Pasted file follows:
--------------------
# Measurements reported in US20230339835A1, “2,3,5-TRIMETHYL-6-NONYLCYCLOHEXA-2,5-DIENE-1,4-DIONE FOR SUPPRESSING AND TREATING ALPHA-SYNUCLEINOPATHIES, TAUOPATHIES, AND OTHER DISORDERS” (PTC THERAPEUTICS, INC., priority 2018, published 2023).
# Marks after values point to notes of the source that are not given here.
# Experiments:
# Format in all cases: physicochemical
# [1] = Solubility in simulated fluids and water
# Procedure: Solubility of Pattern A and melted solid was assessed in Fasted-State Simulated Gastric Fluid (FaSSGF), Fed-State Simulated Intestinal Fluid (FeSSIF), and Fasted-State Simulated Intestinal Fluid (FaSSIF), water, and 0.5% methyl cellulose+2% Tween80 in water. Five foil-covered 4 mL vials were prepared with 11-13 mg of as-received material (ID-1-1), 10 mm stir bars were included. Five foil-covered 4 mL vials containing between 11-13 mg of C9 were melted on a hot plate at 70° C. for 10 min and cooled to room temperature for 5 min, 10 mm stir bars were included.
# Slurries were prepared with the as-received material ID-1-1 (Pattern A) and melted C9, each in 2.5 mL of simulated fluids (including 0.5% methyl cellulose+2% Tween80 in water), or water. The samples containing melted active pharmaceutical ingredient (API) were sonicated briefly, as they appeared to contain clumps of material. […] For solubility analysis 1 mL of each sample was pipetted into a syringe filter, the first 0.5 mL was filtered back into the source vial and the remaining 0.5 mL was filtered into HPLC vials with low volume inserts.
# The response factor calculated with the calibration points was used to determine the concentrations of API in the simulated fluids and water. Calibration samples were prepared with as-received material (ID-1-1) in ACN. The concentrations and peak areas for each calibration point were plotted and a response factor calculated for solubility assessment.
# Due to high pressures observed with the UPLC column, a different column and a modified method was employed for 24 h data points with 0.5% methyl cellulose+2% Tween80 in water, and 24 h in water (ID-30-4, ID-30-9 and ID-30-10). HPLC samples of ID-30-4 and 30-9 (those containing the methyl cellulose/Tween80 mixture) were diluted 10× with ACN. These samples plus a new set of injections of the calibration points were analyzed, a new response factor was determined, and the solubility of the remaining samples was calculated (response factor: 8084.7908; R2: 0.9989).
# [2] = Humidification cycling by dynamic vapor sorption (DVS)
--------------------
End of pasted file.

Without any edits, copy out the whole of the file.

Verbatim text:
# Measurements reported in US20230339835A1, “2,3,5-TRIMETHYL-6-NONYLCYCLOHEXA-2,5-DIENE-1,4-DIONE FOR SUPPRESSING AND TREATING ALPHA-SYNUCLEINOPATHIES, TAUOPATHIES, AND OTHER DISORDERS” (PTC THERAPEUTICS, INC., priority 2018, published 2023).
# Marks after values point to notes of the source that are not given here.
# Experiments:
# Format in all cases: physicochemical
# [1] = Solubility in simulated fluids and water
# Procedure: Solubility of Pattern A and melted solid was assessed in Fasted-State Simulated Gastric Fluid (FaSSGF), Fed-State Simulated Intestinal Fluid (FeSSIF), and Fasted-State Simulated Intestinal Fluid (FaSSIF), water, and 0.5% methyl cellulose+2% Tween80 in water. Five foil-covered 4 mL vials were prepared with 11-13 mg of as-received material (ID-1-1), 10 mm stir bars were included. Five foil-covered 4 mL vials containing between 11-13 mg of C9 were melted on a hot plate at 70° C. for 10 min and cooled to room temperature for 5 min, 10 mm stir bars were included.
# Slurries were prepared with the as-received material ID-1-1 (Pattern A) and melted C9, each in 2.5 mL of simulated fluids (including 0.5% methyl cellulose+2% Tween80 in water), or water. The samples containing melted active pharmaceutical ingredient (API) were sonicated briefly, as they appeared to contain clumps of material. […] For solubility analysis 1 mL of each sample was pipetted into a syringe filter, the first 0.5 mL was filtered back into the source vial and the remaining 0.5 mL was filtered into HPLC vials with low volume inserts.
# The response factor calculated with the calibration points was used to determine the concentrations of API in the simulated fluids and water. Calibration samples were prepared with as-received material (ID-1-1) in ACN. The concentrations and peak areas for each calibration point were plotted and a response factor calculated for solubility assessment.
# Due to high pressures observed with the UPLC column, a different column and a modified method was employed for 24 h data points with 0.5% methyl cellulose+2% Tween80 in water, and 24 h in water (ID-30-4, ID-30-9 and ID-30-10). HPLC samples of ID-30-4 and 30-9 (those containing the methyl cellulose/Tween80 mixture) were diluted 10× with ACN. These samples plus a new set of injections of the calibration points were analyzed, a new response factor was determined, and the solubility of the remaining samples was calculated (response factor: 8084.7908; R2: 0.9989).
# [2] = Humidification cycling by dynamic vapor sorption (DVS)